“The Bell Telephone Laboratory’s Voder* was the first attempt to synthesise human speech by breaking it down into its component sounds and then reproducing the sound patterns electronically to create speech.
That sounds simple in theory and, in fact it was. The Voder actually produced only two basic sounds: a tone generated by a radio valve to produce the vocal sounds and a hissing noise produced by a gas discharge tube to create the sibilants. These basic sounds were passed through a set of filters and an amplifier that mixed and modulated them until what came out of the loudspeaker sounded something like this.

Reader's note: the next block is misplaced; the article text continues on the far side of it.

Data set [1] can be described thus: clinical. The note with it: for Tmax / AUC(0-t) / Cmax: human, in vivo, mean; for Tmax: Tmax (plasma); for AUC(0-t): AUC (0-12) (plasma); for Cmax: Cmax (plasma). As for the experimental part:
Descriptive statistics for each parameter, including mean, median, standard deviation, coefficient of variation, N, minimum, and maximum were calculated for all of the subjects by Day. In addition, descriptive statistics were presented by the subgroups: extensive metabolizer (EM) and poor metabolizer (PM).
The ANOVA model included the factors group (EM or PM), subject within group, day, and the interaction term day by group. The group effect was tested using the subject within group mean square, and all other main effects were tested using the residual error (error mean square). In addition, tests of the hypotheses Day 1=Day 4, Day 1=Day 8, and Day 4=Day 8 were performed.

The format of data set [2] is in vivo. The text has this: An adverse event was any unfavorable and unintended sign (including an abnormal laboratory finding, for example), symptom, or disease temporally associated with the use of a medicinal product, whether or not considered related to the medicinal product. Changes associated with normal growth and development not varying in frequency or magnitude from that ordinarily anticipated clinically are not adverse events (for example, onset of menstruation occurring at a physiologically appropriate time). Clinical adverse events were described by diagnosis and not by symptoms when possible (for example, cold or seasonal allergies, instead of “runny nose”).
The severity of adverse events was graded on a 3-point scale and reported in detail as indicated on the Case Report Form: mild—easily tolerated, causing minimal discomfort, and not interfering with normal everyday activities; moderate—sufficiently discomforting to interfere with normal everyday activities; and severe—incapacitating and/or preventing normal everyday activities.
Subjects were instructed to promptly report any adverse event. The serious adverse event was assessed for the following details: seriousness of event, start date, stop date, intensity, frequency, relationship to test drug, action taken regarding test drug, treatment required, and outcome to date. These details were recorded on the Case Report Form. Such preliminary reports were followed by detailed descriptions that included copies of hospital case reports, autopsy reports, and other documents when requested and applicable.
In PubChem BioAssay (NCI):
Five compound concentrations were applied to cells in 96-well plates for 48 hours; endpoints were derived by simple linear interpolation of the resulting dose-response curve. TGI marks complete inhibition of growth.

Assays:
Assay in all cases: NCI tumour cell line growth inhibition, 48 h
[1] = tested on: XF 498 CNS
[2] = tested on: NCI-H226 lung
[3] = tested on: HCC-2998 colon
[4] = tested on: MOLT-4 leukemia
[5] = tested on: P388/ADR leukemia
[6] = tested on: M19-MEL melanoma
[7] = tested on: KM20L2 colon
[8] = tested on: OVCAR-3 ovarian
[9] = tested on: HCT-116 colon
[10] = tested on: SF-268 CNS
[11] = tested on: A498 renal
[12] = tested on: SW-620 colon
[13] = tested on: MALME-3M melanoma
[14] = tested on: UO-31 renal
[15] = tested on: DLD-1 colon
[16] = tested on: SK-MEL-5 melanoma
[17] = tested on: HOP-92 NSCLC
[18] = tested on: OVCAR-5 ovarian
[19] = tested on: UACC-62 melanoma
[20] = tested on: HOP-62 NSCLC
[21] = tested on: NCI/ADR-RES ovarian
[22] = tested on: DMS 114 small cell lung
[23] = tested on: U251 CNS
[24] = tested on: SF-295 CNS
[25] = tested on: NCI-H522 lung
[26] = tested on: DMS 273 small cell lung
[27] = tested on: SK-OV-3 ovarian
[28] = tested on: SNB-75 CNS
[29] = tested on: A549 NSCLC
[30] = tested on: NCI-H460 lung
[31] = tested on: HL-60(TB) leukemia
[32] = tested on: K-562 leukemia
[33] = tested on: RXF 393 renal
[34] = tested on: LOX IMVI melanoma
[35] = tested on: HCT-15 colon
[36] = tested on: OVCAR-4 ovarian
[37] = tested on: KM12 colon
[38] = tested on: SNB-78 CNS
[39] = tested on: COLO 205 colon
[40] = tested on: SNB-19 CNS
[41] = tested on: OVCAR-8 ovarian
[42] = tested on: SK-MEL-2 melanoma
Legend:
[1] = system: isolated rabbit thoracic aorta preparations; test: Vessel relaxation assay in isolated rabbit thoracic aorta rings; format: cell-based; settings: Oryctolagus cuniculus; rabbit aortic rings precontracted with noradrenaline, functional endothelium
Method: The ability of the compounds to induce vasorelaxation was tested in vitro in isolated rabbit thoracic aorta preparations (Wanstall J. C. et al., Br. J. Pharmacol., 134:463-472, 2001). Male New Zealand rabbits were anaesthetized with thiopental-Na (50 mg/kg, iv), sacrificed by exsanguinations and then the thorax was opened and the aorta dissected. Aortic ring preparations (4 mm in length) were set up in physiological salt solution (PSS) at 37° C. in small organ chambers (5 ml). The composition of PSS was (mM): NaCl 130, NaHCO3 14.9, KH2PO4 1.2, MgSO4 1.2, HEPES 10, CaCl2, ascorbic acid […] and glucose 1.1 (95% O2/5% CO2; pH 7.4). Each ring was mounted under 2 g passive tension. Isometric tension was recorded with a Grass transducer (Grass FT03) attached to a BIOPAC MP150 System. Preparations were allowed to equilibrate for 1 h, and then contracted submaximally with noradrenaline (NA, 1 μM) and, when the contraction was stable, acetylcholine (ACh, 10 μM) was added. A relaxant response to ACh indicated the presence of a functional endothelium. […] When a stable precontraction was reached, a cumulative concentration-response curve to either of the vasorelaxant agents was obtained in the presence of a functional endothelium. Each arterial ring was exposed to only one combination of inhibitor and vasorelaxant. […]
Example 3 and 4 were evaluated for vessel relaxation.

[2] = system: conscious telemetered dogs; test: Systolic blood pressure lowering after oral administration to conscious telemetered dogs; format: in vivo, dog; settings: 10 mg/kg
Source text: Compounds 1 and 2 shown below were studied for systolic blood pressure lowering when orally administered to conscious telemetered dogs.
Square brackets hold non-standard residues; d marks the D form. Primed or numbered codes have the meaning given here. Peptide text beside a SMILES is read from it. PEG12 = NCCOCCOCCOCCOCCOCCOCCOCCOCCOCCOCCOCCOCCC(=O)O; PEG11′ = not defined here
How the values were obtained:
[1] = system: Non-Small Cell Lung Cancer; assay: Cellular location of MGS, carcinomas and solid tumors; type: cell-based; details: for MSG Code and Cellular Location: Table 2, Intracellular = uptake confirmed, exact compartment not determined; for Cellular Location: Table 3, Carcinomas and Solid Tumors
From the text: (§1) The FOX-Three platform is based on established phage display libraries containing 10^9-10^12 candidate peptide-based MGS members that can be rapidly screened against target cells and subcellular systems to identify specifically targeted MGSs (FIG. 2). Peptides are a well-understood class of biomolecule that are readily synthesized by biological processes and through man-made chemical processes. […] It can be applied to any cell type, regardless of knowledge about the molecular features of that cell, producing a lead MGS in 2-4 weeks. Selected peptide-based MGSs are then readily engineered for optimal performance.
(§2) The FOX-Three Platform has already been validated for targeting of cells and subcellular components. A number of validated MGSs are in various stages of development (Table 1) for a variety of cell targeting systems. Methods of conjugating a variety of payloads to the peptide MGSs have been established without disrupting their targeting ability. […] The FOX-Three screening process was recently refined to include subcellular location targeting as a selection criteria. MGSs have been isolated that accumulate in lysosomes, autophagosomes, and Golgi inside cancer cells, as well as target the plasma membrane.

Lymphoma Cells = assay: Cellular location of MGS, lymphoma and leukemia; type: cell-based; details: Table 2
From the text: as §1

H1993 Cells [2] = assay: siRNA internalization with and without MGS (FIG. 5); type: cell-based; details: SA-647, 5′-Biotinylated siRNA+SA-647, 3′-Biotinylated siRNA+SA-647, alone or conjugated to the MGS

Unfortunately, as is often the case, what was simple in theory was extremely difficult in practice. To get the machine to actually speak required an operator to manipulate a set of keys and a foot pedal to convert the hisses and tones into vowels, consonants, stops, and inflections. And the operator needed a year’s practice just to master the keys.”
(David H. Szondy)